Today was a beautiful day to be out hiking, so we did plenty of it! In the morning we hiked around to find 4 different plots. Remember, each plot is 1 hectare, which is a little smaller than a track field. In each plot, we had to find the red buckets that previous volunteers had set up. Leaves fell into them, just like they fall on the forest floor. We can collect the leaf litter from the buckets, measure how much mass they have, and then multiply that number by how many buckets would fit in one hectare. That way we know how much carbon is returning to the forest.
We hiked for 5-10 minutes just to find the plot in the forest, and then we had to find all the red buckets within the plot. Click on this picture and post How many red buckets do you see in this picture?
It wasn't too hard because all the leaves had fallen, but how would finding the buckets be different in the middle of summer?
We walked by another scientist's research project--Earthworms and Forests. He stuck metal rods into the soil in small areas and would come and send electricity through them. What do you think would happen?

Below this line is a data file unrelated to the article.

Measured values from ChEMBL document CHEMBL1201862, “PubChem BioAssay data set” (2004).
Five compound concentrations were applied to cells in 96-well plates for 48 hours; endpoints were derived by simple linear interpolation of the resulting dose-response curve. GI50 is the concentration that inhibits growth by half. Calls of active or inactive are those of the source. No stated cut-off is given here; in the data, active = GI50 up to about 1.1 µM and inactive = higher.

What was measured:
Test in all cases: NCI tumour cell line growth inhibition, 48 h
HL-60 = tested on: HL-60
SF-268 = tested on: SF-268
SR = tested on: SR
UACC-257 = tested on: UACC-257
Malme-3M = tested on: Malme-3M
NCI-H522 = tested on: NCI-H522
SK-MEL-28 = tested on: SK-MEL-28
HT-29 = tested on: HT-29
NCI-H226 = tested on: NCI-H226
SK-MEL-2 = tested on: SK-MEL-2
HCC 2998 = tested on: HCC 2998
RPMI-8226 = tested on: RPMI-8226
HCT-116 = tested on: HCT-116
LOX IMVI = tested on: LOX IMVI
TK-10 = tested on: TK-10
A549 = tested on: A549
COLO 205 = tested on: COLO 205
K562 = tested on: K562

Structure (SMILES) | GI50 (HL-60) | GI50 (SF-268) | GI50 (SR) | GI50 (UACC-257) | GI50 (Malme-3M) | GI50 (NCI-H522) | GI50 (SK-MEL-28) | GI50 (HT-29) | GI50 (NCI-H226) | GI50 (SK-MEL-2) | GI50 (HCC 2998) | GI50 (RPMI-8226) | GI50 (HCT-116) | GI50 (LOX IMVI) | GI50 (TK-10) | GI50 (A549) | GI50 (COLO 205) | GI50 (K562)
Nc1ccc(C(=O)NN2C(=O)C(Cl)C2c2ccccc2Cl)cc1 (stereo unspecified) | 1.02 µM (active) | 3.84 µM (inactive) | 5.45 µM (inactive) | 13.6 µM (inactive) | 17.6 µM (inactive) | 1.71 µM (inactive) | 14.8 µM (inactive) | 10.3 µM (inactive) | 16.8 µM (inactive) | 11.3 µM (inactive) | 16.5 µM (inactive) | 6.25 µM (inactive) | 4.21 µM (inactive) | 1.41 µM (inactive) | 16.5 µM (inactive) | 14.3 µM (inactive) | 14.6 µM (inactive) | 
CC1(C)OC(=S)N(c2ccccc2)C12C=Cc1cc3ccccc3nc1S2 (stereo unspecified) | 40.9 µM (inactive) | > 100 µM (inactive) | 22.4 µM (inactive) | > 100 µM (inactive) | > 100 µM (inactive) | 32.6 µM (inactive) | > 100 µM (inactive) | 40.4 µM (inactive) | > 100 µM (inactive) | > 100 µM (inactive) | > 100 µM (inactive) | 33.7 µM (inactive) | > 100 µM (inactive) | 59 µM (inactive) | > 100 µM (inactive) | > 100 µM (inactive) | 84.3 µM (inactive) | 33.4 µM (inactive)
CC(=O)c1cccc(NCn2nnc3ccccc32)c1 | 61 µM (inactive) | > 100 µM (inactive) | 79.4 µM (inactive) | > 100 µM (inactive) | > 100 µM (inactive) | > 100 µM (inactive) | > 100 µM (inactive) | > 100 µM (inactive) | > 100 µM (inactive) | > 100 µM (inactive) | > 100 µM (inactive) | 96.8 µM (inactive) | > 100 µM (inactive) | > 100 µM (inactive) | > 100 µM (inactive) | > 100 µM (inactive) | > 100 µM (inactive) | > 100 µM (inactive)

After lunch, we went hiking in another part of the forest where
there are 10m x 10m cages that prevent deer from eating the plants. We measured the length and diameter of all of the big dead branches (called coarse wood debris) that had fallen to the ground. Our group of 9 teachers was able to measure 16 small plots, but there are 64 total that needed to be measured. What fraction of the data did we collect today?
Lastly, we had to check for ticks when we came back...and I was the only one who had one on me! It wasn't the kind that spread Lyme's Disease, but it was still pretty gross. I got to tape it to the wall of ticks and label it--I'm kinda famous now!
(to make sure you were reading): What are 2 things you can measure to see how much carbon is returning to the forest?
Thanks for reading, and keep up the great research!
Be Safe and Dream Big!